Today we’re covering one of the complications some struggle with when they attempt to have walking as their fitness routine. Over Pronation and Over Supination are two issues which we will delve into now.

You’re not alone.

When you have a body difference that makes things harder, it often can make you feel self-doubt and sometimes loathing. Most of the time these issues are simply challenges to overcome. Between 15 and 30% of people have minor to more severe overpronation problems and somewhere between 2 and 8% of people have mild to severe oversupination. Neither of these are likely your fault. They generally are a combination of genetics and foot training from a young age.

The worst thing to do is ignore these problems and pretend you don’t need to make changes. They can lead to other physical impairments if allowed to go unchecked for years on end.

So what is Overpronation?

The human foot is a delicately designed area of the body. With each step your foot is meant to go through a series of movements that will keep you balanced and distribute weight efficiently. When you are walking  correctly the working foots action goes like this:

The weight for the step and momentum starts on the outside of your foot and, as your foot accepts full weight, your foot should roll in and distribute the pressure to the inner most side of the foot. It should be a graceful sideways roll you never really notice.

Overpronation means you generally put very little or no weight to the outside of the foot and skip right ahead to walking more inside. In severe cases this can lead to a more knees touching stance, sometimes called knee knocking.

With overpronation you should notice the inside of your shoes wear more quickly than the center or outside. With a more normal gait, you should notice fairly even wear.

When your gait is affected by this you may notice you have very low to flat arches. Most toddlers have excessive pronation as the arch doesn’t fully form until around age 5.

How about Oversupination?

Oversupination is the opposite of overpronation. This means when you’re walking most of your weight stays on the outside of your foot instead of rolling inside. I actually have this issue myself. It is rarer than it’s counterpoint so harder to find shoes and insoles that really help. Oversupination is actually the rougher of the two on your joints and can lead to more twisted ankles, knee complication and pain.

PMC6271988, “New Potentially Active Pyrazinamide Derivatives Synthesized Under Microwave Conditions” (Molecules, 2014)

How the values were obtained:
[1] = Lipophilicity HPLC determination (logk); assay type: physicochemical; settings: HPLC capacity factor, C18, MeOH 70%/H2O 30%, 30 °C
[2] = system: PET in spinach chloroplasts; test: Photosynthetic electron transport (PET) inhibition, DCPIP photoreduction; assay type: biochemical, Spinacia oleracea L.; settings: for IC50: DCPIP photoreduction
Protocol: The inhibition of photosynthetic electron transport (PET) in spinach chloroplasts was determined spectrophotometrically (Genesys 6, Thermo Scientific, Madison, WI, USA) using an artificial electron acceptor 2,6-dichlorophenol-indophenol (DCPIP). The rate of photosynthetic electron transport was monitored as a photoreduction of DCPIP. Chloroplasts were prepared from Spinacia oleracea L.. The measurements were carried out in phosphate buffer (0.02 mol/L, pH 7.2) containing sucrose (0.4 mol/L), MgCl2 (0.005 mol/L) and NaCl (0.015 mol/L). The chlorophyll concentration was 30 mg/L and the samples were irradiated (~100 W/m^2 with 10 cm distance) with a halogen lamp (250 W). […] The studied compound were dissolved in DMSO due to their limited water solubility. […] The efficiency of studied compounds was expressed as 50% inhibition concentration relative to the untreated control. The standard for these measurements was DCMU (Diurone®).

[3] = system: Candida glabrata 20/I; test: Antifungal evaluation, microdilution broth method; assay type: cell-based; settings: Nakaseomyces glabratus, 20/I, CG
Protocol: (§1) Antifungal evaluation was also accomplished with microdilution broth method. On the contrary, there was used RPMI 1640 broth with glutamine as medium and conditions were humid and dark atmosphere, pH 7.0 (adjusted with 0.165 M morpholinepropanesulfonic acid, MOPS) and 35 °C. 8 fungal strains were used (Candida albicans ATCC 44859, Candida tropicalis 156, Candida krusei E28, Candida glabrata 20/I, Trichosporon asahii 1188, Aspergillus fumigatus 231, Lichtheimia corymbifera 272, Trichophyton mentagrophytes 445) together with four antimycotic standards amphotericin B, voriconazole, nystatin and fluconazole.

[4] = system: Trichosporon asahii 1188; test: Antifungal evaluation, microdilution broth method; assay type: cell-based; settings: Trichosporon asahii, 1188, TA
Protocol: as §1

With oversupination it means your foot is less flexible and the weight of each step is primarly placed on the outermost edge of your foot. If your oversupination is more mild it is much easier to correct and if caught fairly early shouldn’t cause any long term issues.

This foot condition is caused by high arches and is almost always genetic. It can lead to a more bowlegged stance.

Are there ways to fix either of these problems?


Those ways vary depending on severity of the issue. If your gait is only mildly over pronating you likley can just wear shoes designed specifically for that and it will greatly help. There are also insoles.

Best simple help for overpronation:

  • Make sure the shoes fit properly for both length and width. Make sure your largest toe is not overly crowded.
  • Shoes that offer arch support are helpful
  • Insoles that offer a slight rise to the arch or the inside of the foot can help

Best simple help for oversupination:

  • Do not wear shoes without a full enclosure (Flip flops, slip ons without heel enclosure)
  • Shoes that are more flat generally will help more than high arched shoes.
  • Make sure your shoes are properly fitting. Oversupination often leads to wider feet. Your little toes may end up with calluses if they constantly rub against the side of the shoes.
  • Supination inserts can be helpful, especially for aiding shoes into lasting longer.

If you have either of these issues to a severe degree a podiatrist is likely to be a good resource for you to see what they recommend for your issues.

Is there anything I recommend?

Before I get into that, I just want to let you know, as an Amazon Associate I earn from qualifying purchases. If you happen to purchase from links at I may make a small commission.